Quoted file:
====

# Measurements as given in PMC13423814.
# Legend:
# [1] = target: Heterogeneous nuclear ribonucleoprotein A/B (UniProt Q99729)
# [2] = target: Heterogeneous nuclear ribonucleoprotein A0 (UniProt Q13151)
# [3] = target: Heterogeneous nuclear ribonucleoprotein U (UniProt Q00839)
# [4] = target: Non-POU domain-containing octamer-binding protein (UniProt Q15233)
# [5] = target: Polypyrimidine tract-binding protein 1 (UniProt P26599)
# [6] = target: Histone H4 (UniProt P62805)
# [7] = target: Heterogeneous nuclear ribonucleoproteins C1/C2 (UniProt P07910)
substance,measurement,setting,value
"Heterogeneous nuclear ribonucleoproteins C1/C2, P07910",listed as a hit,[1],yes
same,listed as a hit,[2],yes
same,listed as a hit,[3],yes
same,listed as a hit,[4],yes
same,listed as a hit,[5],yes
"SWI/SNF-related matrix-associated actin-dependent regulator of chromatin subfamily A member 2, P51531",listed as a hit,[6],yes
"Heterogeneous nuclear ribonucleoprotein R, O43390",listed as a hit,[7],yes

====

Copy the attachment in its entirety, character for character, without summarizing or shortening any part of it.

# Measurements as given in PMC13423814.
# Legend:
# [1] = target: Heterogeneous nuclear ribonucleoprotein A/B (UniProt Q99729)
# [2] = target: Heterogeneous nuclear ribonucleoprotein A0 (UniProt Q13151)
# [3] = target: Heterogeneous nuclear ribonucleoprotein U (UniProt Q00839)
# [4] = target: Non-POU domain-containing octamer-binding protein (UniProt Q15233)
# [5] = target: Polypyrimidine tract-binding protein 1 (UniProt P26599)
# [6] = target: Histone H4 (UniProt P62805)
# [7] = target: Heterogeneous nuclear ribonucleoproteins C1/C2 (UniProt P07910)
substance,measurement,setting,value
"Heterogeneous nuclear ribonucleoproteins C1/C2, P07910",listed as a hit,[1],yes
same,listed as a hit,[2],yes
same,listed as a hit,[3],yes
same,listed as a hit,[4],yes
same,listed as a hit,[5],yes
"SWI/SNF-related matrix-associated actin-dependent regulator of chromatin subfamily A member 2, P51531",listed as a hit,[6],yes
"Heterogeneous nuclear ribonucleoprotein R, O43390",listed as a hit,[7],yes